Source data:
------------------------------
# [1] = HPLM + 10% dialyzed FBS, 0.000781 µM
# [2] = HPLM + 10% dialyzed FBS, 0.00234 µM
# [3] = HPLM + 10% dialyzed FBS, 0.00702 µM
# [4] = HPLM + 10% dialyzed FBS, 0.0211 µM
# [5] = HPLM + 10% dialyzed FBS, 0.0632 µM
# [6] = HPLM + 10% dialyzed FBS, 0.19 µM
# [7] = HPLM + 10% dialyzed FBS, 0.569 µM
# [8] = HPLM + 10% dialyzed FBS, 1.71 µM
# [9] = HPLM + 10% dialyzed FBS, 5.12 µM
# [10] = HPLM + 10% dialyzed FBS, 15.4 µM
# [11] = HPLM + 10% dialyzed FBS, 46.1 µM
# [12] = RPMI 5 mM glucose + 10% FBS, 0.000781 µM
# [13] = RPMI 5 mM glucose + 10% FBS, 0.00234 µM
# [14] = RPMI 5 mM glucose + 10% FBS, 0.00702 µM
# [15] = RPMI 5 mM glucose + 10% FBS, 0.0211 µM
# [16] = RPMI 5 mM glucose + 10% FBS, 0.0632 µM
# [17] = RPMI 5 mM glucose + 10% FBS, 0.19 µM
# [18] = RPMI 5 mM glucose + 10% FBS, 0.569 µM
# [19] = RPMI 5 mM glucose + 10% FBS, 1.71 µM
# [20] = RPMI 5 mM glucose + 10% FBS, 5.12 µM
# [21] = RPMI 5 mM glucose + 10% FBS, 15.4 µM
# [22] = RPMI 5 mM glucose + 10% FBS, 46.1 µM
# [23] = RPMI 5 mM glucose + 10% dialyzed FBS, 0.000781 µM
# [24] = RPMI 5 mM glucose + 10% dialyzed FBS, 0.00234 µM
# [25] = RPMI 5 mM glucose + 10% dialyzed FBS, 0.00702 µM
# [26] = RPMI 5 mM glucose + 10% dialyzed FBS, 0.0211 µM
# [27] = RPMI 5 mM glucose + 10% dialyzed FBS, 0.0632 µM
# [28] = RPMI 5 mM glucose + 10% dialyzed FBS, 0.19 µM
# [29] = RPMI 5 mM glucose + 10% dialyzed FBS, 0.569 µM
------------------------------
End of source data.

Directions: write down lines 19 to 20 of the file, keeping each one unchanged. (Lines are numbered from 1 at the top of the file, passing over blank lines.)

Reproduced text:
# [19] = RPMI 5 mM glucose + 10% FBS, 1.71 µM
# [20] = RPMI 5 mM glucose + 10% FBS, 5.12 µM